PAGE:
Table of contents for week of July 16, 2004|
NEWS & FEATURES
"EC" has been FDA-approved since 1998, yet few women know about the new morning-after pill's wonders. And under Tom Finneran's leadership, says Kristen Lombardi, the House may try to keep it that way.
David S. Bernstein looks behind the scenes at preparations for handling protesters at the Democrats' nominating convention. Have no doubt: law enforcement will be prepared like never before.
Even after months of study, efforts to reform Boston's school-assignment plan are mired in race, politics, and competing proposals. Adam Reilly reports.
Same-sex marriage doesn't have economic advantages for every gay family, Michael Bronski finds, especially if you're poor and black.
Camille Dodero shows how post-graffiti street art is creeping into the mainstream.
In "Out There," Kris Frieswick steps to it.
In "Urban Buy," Andrea Toochin put some shine in your shoes.
In the Phoenix editorial: The Senate Intelligence Committee lets Bush off the hook. Plus, prison reform gets a boost, and the Republicans seek to intimidate entertainers.
Letters to the editor
Plus, this just in:
Homeless rule petitioning
The return of the Nigerien yellowcake
Total eclipse on Kerry
Problem not solved
The glare of mourning
In Arts News, 'Instant Live' grabs the concert-CD market, plus the punks are playing baseball
In Galleries and Museums, Tea Party at the Hatch Shell, 'Peace?' at the Zeitgeist, 'Presidents' at the MFA
In Theater, Company One brings Anthony Burgess's novel to Boston
In State of the Art, The Karamazov Brothers gear up for the DNC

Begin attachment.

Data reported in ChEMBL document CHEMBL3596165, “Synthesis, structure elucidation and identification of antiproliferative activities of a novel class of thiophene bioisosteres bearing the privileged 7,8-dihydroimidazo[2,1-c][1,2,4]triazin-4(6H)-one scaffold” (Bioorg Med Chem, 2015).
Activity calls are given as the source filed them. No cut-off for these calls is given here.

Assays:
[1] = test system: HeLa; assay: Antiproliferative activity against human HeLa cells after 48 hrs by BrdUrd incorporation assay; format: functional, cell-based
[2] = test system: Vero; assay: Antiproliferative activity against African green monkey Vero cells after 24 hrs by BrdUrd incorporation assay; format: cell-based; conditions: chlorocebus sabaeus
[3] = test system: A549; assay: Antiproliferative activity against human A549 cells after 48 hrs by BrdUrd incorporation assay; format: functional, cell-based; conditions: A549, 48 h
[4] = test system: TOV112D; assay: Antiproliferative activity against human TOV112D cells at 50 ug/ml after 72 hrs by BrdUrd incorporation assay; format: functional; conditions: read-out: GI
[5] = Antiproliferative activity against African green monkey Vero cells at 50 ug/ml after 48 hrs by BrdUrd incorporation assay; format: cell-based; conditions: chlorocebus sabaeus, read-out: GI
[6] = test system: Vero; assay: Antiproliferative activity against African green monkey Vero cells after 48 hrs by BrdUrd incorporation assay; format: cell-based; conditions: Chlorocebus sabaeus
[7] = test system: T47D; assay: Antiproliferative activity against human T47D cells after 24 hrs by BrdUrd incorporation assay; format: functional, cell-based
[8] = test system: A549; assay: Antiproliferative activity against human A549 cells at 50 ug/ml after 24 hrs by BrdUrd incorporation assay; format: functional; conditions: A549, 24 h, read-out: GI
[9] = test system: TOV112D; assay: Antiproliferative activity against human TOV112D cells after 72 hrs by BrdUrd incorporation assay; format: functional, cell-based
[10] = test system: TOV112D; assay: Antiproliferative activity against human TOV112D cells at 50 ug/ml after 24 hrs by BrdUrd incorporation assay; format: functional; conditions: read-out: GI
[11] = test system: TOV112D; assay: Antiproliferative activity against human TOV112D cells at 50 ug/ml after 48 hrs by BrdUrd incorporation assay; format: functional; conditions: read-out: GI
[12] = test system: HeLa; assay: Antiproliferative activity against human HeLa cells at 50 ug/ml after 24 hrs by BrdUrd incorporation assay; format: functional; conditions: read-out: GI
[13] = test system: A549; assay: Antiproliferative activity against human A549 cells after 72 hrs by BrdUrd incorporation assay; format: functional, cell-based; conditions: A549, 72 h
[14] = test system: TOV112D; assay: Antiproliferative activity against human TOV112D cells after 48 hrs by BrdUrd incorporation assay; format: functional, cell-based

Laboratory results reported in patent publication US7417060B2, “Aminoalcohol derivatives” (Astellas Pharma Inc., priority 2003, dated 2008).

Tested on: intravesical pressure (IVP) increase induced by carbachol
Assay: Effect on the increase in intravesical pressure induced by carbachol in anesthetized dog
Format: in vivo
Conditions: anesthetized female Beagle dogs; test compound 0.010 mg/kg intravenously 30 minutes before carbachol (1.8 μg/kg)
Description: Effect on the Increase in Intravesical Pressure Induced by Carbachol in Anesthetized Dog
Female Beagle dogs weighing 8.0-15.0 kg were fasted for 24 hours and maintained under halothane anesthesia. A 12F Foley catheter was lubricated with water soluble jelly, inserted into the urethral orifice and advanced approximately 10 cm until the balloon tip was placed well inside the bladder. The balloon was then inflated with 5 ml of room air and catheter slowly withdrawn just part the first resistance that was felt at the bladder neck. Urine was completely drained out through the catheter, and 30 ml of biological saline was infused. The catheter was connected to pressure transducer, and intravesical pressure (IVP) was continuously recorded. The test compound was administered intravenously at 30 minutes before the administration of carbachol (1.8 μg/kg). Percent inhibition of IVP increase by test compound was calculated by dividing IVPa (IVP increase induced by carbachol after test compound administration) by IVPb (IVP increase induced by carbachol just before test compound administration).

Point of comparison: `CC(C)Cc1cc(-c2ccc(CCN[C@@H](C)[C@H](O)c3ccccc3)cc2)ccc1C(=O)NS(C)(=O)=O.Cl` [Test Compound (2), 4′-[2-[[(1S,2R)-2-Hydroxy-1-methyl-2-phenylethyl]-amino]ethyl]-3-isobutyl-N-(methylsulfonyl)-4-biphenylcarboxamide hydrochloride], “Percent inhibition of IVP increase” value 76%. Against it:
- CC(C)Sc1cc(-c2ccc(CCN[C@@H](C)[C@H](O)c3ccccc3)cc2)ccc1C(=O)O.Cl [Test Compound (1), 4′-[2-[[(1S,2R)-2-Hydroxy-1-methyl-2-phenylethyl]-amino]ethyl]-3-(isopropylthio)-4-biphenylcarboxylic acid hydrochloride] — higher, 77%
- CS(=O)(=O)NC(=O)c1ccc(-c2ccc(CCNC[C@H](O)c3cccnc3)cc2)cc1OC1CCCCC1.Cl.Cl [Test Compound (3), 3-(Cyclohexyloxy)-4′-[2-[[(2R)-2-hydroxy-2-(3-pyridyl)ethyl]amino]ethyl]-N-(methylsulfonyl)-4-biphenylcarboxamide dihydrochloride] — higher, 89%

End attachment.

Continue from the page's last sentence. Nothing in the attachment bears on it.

Plan your week:
Sean Richardson says Hilary Duff and JoJo keep kiddie corn alive and kicking.
Mike Miliard talks with Baby Strange and the Model Sons.
Sean Richardson says Black Sabbath, Judas Priest, and Slayer ruled Ozzfest 2004.
Josh Kun explains how Caetano Veloso sees the US.
Ted Drozdowski sees Chris and Rich Robinson go their separate ways.
Jon Garelick reviews Billy Bang's Vietnam Aftermath, and Medeski Martin & Wood.
Mikael Wood hears the Promise Ring's Davey von Bohlen re-emerge with Maritime.
Live reviews of: Mediterranean, Ravel and Nacho Duato.
Also, short reviews of:
The Silent League
THE ORCHESTRA, SADLY, HAS REFUSED
Dave Matthews Band
Toots and the Maytals
Eyedea & Abilities
...and Roadtripping: Jessica's sister Ashlee hits the Hatch Shell, plus Hanson resurrected and more
BY CARLY CARIOLI
Peter Keough watches John Irving and Tod Williams let the actors take the Floor.
Gerald Peary watches Bruno Dumont tour the erotic desert.
Also, short reviews of:
A CINDERELLA STORY
LA GRANDE SÉDUCTION/SEDUCING DR. LEWIS
MIL NUBES DE PAZ/A THOUSAND CLOUDS OF PEACE
Carolyn Clay says a well-done Life X 3 repeats itself.
Liza Weisstuch finds comic heights in Pleasure Valley.
Iris Fanger says Siddhartha yes, frame no.
Carolyn Clay looks to understand the art of Julie Taymor.
Christopher Millis reviews "Shocked and Awed" at the CMAC, photos of John Kerry at Kayafas, and "Particpatory Democracy" at Art Interactive.
Clea Simon gets swept up in Sarah Messer's ghost hunt.
HOTDOTS: SATURDAY 17 10:00 (5) ABC's 50th Blooper Celebration. Five decades and they still can't get it right. And they're proud of it.
By Clif Garboden
Dining Out: Ruby Room
Hot Plate: Perdix's 7-Up cake
Noshing and Sipping: Allagash Four
Best Music Poll 2004
Guide to the Outdoors
Spring Arts Guide
The Phoenix Education
The 6th annual Best issue